I’ve worked remotely from the core development team (of a different company) before, and it was frustrating. Along with working with a more experienced team this time around, I think it was the tooling that really made (and previously broke) the remote experience.
All of the pieces of software listed below are what I used while at Khan Academy. While I think that these particular choices are all excellent, there are plenty of alternatives. As long as you have something that provides the same benefits, that’s probably fine. I will argue why I think some of these are better than their common alternatives.
At Khan Academy, I used Phabricator for both code review and task management. Having a code review tool was essential to being an effective remote employee. I’ll write a post in the future expounding some of the less obvious benefits of code review, but for now I’ll say that it helped keep code quality relatively high and helped me maintain my mental context of the code I need to work with regularly. Discovering some new, broken code that didn’t exist last week during a debugging session is always an exercise in frustration.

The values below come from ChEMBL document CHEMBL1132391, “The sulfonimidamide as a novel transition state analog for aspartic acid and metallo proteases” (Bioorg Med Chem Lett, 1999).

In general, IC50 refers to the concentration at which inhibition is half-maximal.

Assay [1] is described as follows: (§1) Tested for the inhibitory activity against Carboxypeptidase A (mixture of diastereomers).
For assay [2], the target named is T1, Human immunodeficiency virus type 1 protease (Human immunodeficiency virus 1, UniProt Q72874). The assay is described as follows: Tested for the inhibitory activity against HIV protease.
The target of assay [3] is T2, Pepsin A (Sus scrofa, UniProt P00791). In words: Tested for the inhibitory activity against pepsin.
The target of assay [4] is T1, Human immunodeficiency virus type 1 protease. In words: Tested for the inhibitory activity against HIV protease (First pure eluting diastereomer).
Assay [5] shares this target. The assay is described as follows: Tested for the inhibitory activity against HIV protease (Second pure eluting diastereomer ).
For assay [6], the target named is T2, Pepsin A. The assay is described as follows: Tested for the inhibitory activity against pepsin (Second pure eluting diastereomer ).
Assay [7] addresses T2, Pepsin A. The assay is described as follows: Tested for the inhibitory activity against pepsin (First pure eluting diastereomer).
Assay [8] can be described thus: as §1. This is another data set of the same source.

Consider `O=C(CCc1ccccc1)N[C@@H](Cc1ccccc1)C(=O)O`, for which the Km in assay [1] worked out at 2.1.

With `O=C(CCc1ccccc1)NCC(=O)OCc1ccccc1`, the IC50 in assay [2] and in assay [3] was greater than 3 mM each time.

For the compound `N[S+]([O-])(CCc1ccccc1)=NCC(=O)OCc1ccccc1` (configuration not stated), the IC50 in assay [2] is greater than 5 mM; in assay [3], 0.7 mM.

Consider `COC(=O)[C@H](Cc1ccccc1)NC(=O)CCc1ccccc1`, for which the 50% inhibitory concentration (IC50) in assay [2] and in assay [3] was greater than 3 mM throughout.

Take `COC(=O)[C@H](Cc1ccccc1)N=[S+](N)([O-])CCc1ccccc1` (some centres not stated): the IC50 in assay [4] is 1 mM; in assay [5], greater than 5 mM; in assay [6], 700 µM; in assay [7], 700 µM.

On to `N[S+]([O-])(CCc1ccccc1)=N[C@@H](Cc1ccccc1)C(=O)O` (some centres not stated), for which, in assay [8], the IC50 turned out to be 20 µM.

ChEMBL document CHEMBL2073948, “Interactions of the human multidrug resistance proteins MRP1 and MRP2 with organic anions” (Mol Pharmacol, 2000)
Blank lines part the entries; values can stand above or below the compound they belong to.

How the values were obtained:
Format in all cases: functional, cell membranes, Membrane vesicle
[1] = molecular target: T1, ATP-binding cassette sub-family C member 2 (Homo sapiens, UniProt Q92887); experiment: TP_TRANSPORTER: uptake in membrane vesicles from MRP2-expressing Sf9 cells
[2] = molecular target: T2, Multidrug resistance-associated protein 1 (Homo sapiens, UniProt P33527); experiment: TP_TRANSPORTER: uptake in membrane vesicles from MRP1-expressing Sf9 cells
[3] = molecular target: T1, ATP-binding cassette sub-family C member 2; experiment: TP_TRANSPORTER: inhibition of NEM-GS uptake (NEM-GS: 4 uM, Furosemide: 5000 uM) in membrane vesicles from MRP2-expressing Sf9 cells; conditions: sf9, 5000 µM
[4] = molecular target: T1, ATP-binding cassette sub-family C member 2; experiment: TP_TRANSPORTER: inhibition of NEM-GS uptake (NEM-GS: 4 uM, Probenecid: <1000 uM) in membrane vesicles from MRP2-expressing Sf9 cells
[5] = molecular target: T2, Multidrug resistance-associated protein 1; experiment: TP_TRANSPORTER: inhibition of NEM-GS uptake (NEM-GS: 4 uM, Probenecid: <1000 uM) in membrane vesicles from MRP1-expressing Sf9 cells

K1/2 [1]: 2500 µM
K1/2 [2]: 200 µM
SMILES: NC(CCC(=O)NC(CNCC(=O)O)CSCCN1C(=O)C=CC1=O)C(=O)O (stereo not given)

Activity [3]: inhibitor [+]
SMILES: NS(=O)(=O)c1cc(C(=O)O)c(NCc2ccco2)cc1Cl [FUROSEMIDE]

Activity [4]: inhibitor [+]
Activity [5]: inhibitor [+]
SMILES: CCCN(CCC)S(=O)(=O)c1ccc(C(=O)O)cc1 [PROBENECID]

The code review tool within Phabricator is called Differential. Other teams within Khan Academy use Kiln. I like Differential better than Kiln or GitHub as a code review tool for a whole bunch of reasons. It’s worth noting that I think GitHub is still a vastly superior tool for doing reviews for out-of-company contributors to open source projects.
Side-by-side diff view. I personally find this much easier to follow when significant changes are made than GitHub.
Clear state indication. The state of every review is clearly indicated as “Needs Review”, “Needs Revision”, “Accepted” or “Closed”. Using these statuses, all of the reviews you’re involved in are sorted into two bins if the review isn’t closed: “Action Required” and “Waiting on Others”. This gives you a clear indication of what things you need to work on.